This week is Fashion Revolution Week all across the globe and there’s events in Brighton celebrating and encouraging a new direction of manufacturing and consumerism. Fashion is often seen for all of the glitz and glamour that’s associated with high-end and couture designers but the reality is often the exact opposite of all that lures people in. With the rise of individuality and an innate need to ‘be different’, the demand for new and ‘cool’ clothing has sky-rocketed since the introduction of sweat shops into the mainstream production of clothing. On the surface it’s great that one can walk on to the high street and have such a plethora of choice in how to express themselves but underneath the ever-changing seasonal and off-season clothing is a dark history and one that has to change. On 24th of April 2013 in Bangladesh, the Rana Plaza collapsed. This was the direct impact of a capitalist system pushing people to work in sub-human conditions for the sake of having all -new clothing on the shelves of fast-fashion outlets. 1,138 people died in the collapse and 2,500 people more were injured. There were five garment factories in the Rana Plaza complex who all manufactured clothing for large well-known global brands. It was after this horrifying disaster that Fashion Revolution was born.
There are approximately 75 million people across the globe who make clothes for the predominantly western and European markets. 80% of these people are young women between the ages of 18 and 35. Futhermore, a truly shocking statistic shows that the women and sweatshop workers of Bangladesh often earn just $0.13 every hour which means it takes 70+ hours of work every week to earn the weekly average pay of the country . Now consider the cotton farmers, spinners, weavers, dyers and sewers that your £5 jumper goes through the hands of before it reaches you. The company is still making a profit from each item of clothing and if that item of clothing is cheap, it can almost be guaranteed there has been some level of inequality and insufficient payment in the means of production. Fashion Revolution want to shake up the game. Their brand-new manifesto marked the beginning of this year’s Fashion Revolution Week. In it they detail their key steps for change, they say “we love fashion. But we don’t want our clothes to exploit people or destroy our planet. We demand radical, revolutionary change”.
In the ten point Fashion Revolution plan they highlight the need for dignified work, ensuring that each item from “conception to catwalk” does not “enslave, endanger, exploit, overwork, harass, abuse or discriminate”; the need for equal pay, which “enriches the livelihood of everyone working across the industry”; the importance of giving people a voice, in part so people can “negotiate for better conditions at work and across communities”; the respect of heritage and culture, so that “fashion never appropriates without giving due credit”; standing for solidarity; conservation and restoration of the environment, to ensure the protection of “all living things and safeguards our diverse ecosystems”; the reparation, recycling and up cycling of clothes to prevent “wardrobes and landfills overflowing with clothes that were coveted and not cherished, bought but not kept”; to encourage transparency within the industry; warranting less financial pressure to disable the need for quick and fast fashion and finally, that fashion “never subjugates, denigrates, degrades, marginalises or compromises.”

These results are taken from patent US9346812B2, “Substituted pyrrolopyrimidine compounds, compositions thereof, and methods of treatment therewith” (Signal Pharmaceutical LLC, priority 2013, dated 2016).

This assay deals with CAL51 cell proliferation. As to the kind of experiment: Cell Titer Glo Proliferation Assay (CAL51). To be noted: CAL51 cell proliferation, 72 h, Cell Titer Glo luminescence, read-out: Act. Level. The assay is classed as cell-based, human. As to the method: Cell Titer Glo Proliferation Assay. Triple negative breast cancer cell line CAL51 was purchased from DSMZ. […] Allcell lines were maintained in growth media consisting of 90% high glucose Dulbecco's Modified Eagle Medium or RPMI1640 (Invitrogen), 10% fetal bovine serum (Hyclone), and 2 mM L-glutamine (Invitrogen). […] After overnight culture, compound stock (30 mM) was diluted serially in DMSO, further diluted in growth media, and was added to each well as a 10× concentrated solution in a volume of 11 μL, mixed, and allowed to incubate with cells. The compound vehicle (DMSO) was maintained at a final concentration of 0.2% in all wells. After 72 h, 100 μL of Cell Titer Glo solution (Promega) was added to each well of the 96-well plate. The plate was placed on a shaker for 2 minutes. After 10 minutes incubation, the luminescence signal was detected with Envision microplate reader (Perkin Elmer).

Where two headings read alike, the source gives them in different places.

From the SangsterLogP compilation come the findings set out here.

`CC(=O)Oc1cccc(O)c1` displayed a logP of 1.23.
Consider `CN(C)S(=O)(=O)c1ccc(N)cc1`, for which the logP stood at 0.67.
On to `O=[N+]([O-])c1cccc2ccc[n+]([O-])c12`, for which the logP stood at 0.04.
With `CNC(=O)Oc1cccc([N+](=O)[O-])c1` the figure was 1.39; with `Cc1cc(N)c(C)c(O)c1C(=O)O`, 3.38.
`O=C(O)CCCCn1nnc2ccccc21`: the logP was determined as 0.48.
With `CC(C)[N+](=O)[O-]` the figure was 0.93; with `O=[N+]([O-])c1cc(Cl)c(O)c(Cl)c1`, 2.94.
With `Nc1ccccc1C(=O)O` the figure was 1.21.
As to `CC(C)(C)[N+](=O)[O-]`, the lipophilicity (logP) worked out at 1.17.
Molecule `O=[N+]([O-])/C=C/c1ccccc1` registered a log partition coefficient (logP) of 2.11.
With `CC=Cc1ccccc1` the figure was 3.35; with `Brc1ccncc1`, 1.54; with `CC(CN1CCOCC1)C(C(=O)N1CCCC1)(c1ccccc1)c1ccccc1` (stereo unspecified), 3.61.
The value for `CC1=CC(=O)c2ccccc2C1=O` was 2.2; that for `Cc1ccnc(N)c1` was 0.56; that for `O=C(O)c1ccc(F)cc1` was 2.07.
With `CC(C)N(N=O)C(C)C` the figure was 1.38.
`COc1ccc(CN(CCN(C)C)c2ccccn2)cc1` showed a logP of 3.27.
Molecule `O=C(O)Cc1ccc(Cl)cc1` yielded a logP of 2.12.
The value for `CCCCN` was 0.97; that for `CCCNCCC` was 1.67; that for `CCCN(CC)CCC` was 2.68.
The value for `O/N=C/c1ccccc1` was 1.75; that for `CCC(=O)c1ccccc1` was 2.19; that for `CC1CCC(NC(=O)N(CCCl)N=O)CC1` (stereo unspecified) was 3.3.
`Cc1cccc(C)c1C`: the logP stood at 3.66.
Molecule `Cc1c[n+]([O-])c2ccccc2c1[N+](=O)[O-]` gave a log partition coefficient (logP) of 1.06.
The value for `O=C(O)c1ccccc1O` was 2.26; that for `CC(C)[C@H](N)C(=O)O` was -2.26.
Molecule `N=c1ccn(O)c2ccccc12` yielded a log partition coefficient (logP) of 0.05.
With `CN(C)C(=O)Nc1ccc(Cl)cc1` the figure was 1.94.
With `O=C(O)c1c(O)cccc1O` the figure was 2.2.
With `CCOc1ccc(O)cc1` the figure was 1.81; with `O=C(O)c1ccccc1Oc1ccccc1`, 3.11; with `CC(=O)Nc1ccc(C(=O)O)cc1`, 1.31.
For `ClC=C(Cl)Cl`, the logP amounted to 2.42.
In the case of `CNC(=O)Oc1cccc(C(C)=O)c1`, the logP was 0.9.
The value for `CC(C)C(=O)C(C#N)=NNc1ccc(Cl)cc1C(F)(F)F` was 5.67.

This year Fashion Revolution are encouraging you to ask #whomademyclothes. They want you to ask brands, ask your friends, ask instagram or ask anyone you can, in an attempt to gain more ownership and responsibility of how we, the public, are mindlessly feeding into an issue we may not even know exists. Fashion Revolution has more information that we could possibly condense into one article so if this subject has perked your interest check out their website for more reasons why they started, details on the global campaign and much more.
So…you’ve read the somewhat brief intro into what Fashion Revolution Week is about and where, why and how it started. This year Revival Collective are hosting events to “celebrate ethical and sustainable fashion, and help raise awareness of the ethical issues and lack of transparency within the fashion industry”. If you would like to get involved the following events are happening across the city this week (each is linked to a Facebook event page for more information):
28th – Youth Revolution: Street Art – Studio45 – 12pm onwards
We highly recommend you check out what’s going on this week. If Fashion Revolution succeed in all of their aims, the entire industry and the welfare of millions of people will change. Join the revolution and demand a better world.